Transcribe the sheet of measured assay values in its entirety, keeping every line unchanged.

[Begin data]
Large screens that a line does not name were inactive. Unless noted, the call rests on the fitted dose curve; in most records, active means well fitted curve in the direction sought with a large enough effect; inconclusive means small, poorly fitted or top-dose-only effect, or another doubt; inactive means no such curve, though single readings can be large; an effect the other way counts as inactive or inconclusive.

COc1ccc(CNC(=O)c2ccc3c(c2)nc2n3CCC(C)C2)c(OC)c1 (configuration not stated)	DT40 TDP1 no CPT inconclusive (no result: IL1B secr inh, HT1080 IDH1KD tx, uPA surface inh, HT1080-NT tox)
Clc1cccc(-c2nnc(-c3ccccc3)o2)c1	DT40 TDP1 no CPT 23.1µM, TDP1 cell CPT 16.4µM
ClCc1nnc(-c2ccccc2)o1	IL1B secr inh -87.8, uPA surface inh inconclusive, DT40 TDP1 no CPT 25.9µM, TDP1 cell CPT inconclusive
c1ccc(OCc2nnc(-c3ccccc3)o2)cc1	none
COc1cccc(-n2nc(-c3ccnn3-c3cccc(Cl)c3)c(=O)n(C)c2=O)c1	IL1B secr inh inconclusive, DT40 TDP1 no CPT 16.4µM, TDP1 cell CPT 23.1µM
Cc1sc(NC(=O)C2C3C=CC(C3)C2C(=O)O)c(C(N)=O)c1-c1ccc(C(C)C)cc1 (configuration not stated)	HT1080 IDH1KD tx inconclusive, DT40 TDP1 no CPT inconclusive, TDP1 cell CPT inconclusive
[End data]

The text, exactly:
Large screens that a line does not name were inactive. Unless noted, the call rests on the fitted dose curve; in most records, active means well fitted curve in the direction sought with a large enough effect; inconclusive means small, poorly fitted or top-dose-only effect, or another doubt; inactive means no such curve, though single readings can be large; an effect the other way counts as inactive or inconclusive.

COc1ccc(CNC(=O)c2ccc3c(c2)nc2n3CCC(C)C2)c(OC)c1 (configuration not stated)	DT40 TDP1 no CPT inconclusive (no result: IL1B secr inh, HT1080 IDH1KD tx, uPA surface inh, HT1080-NT tox)
Clc1cccc(-c2nnc(-c3ccccc3)o2)c1	DT40 TDP1 no CPT 23.1µM, TDP1 cell CPT 16.4µM
ClCc1nnc(-c2ccccc2)o1	IL1B secr inh -87.8, uPA surface inh inconclusive, DT40 TDP1 no CPT 25.9µM, TDP1 cell CPT inconclusive
c1ccc(OCc2nnc(-c3ccccc3)o2)cc1	none
COc1cccc(-n2nc(-c3ccnn3-c3cccc(Cl)c3)c(=O)n(C)c2=O)c1	IL1B secr inh inconclusive, DT40 TDP1 no CPT 16.4µM, TDP1 cell CPT 23.1µM
Cc1sc(NC(=O)C2C3C=CC(C3)C2C(=O)O)c(C(N)=O)c1-c1ccc(C(C)C)cc1 (configuration not stated)	HT1080 IDH1KD tx inconclusive, DT40 TDP1 no CPT inconclusive, TDP1 cell CPT inconclusive